The real estate industry customarily uses limited liability companies or limited partnerships(herein “partnerships”) to hold real estate assets due to the tax flexibility under Subchapter K. A common issue arises when it comes time to sell the underlying real estate asset and some owners (herein “owners” or “partners”) want to exchange while others do not. While there are several alternatives to resolving the disagreement among the owners which are not addressed in this memorandum, a common technique is to have either the other owners, of the entity buy out the owners who do not want to exchange. Whenever this technique was used prior to 2018, one of the major risks is whether or not there would be a technical termination as a result of the buy out of an owner’s interests. Under IRC 708(b)(1)(B) a “technical termination” took place when there was a sale or exchange of 50 percent or more of the total interest in capital and profits within a 12 month period. While there are many interesting questions concerning “what is a 12 month period” and what is a “total interest in capital and profits” none of those questions are pertinent to this memorandum. Assuming that the buy out of owners who did not want to exchange would cause a technical termination, then the effect is that the resulting partnership consisting of the continuing partners, would be a new partnership for tax purposes and that would endanger the exchange since if the “old partnership” initiated the exchange and the “new partnership” completed the exchange since the same taxpayer was not involved throughout the exchange. The topic to be addressed here is what steps were historically taken to mitigate the risk of disqualification, how the 2018 change in the tax law affects this analysis and some possible protective measures to be taken prospectively.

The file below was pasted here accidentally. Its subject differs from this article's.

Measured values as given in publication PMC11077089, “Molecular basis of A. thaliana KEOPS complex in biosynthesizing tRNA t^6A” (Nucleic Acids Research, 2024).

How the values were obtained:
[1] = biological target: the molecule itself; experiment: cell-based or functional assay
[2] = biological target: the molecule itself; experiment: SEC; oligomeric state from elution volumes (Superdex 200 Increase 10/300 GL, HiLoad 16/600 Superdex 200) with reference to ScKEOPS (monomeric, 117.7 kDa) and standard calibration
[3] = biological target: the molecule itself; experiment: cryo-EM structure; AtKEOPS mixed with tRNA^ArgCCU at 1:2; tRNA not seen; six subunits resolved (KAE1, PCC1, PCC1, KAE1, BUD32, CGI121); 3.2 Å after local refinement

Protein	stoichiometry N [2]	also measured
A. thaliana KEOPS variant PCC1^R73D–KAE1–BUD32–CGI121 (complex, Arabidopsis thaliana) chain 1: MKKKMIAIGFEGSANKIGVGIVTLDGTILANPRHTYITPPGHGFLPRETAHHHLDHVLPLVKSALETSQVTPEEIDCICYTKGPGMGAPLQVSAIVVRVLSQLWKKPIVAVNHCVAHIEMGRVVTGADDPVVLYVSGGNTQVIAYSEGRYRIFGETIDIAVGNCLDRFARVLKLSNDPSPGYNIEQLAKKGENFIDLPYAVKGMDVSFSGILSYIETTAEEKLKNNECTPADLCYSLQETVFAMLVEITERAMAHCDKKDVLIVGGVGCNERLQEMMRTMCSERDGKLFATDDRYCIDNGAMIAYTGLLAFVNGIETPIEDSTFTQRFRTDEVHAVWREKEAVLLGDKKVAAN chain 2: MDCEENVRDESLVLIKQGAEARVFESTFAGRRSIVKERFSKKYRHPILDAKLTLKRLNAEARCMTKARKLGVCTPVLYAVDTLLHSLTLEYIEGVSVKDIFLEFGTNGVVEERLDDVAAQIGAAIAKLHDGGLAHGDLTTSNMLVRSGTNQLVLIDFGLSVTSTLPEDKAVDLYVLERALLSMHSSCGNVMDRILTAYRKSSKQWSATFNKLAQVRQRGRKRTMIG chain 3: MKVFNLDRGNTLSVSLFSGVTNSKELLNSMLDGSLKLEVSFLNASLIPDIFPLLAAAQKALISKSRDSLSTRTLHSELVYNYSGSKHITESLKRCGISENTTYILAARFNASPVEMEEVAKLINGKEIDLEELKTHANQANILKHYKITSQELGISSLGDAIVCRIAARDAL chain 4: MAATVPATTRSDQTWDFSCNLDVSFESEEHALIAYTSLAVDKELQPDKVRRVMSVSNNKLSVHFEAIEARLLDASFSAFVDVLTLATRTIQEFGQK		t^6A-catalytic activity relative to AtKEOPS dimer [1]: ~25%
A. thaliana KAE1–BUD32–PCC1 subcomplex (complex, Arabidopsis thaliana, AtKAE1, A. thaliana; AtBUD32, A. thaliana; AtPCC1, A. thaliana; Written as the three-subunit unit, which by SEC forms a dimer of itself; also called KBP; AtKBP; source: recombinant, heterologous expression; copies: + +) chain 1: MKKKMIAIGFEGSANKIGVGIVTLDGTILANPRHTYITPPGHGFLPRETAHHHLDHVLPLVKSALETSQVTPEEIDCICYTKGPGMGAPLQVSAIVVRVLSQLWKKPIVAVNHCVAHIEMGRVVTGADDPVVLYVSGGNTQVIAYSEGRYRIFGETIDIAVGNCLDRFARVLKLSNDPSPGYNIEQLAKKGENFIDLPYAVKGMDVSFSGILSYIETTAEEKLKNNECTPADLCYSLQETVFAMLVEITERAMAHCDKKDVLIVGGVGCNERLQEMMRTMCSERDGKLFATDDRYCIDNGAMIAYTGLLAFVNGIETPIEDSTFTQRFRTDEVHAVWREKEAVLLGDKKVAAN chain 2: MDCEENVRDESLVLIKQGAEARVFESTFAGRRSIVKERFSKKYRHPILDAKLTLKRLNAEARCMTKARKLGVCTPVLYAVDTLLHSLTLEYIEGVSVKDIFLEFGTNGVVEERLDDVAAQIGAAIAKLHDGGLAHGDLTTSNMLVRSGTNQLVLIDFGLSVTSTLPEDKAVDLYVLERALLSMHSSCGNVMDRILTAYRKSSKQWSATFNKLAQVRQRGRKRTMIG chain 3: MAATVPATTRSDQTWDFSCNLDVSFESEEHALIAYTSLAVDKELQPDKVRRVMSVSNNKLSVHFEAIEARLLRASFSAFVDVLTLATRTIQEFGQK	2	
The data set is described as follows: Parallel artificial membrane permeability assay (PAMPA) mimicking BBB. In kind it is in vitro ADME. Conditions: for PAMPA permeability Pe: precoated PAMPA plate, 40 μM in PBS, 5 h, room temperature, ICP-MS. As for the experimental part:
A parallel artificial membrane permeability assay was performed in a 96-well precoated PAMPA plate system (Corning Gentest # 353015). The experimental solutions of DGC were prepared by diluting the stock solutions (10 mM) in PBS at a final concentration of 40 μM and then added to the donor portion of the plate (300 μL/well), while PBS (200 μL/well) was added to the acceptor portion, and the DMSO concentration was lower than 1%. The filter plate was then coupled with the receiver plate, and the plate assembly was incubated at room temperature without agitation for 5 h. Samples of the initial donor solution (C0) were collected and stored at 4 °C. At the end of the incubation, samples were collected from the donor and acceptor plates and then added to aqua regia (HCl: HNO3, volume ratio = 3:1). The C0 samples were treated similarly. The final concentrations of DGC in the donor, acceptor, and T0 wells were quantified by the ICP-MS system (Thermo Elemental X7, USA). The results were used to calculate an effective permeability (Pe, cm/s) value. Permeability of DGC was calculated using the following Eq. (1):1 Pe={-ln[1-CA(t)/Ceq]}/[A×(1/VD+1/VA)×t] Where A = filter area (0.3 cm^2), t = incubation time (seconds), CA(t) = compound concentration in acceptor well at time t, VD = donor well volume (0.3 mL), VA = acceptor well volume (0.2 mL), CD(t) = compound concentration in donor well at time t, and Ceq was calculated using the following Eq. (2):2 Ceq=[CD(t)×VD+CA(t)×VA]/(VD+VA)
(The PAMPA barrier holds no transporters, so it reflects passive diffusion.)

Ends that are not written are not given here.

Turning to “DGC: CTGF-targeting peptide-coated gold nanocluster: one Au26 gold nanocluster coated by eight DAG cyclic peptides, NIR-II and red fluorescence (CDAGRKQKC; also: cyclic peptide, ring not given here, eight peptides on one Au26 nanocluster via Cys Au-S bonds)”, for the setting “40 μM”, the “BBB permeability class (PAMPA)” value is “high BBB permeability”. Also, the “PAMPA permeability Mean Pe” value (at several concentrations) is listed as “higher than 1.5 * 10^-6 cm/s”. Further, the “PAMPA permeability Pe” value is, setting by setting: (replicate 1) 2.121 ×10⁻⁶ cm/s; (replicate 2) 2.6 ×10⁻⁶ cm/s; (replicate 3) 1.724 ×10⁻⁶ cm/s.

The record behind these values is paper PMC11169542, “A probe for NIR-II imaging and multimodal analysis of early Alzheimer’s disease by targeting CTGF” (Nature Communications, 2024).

There are two points in time that owner buyouts can be effected, before the closing date or after the closing date of a proposed sale by a partnership. Clearly, if the buy out of a partner is “old and cold” by the time that an agreement to sell the property is signed, there is nothing to worry about. What is “old and cold” could be the topic of a separate debate, but for purposes of this memorandum, it will be assumed that the buy out is connected with the proposed sale and takes place relatively near the date of closing. The “pre closing” time periods can further be divided into buyouts that take place before an contract is signed and buyouts that take place after a contract is signed. If the buyout is before any contract or binding letters of intent are signed, then even if the buyout caused a technical termination, in most instances it would be the new partnership that signed the contract and completed the exchange so there should not be a problem. If the buy out takes place after the contract is signed and before closing, and the buyout resulted in a technical termination then there would be different taxpayers involved in the transaction and could endanger the exchange. Arguments could be made that if the contract was still “contingent” due to various provisions that a technical termination prior to satisfaction of those contingencies should not adversely affect the exchange, but if the contract was firm, then the effect of a technical termination would be a transfer of the property and contract to a new partnership and there could be issues raised as to whether or not the new partnership cold qualify for an exchange under the Court Holding Company line of cases which the service has applied to exchanges. If the buy out of a partner took place after closing and before completion of the exchange, and resulted in a technical termination, then the exchange was a high risk since the exchange started with one taxpayer and ended with another.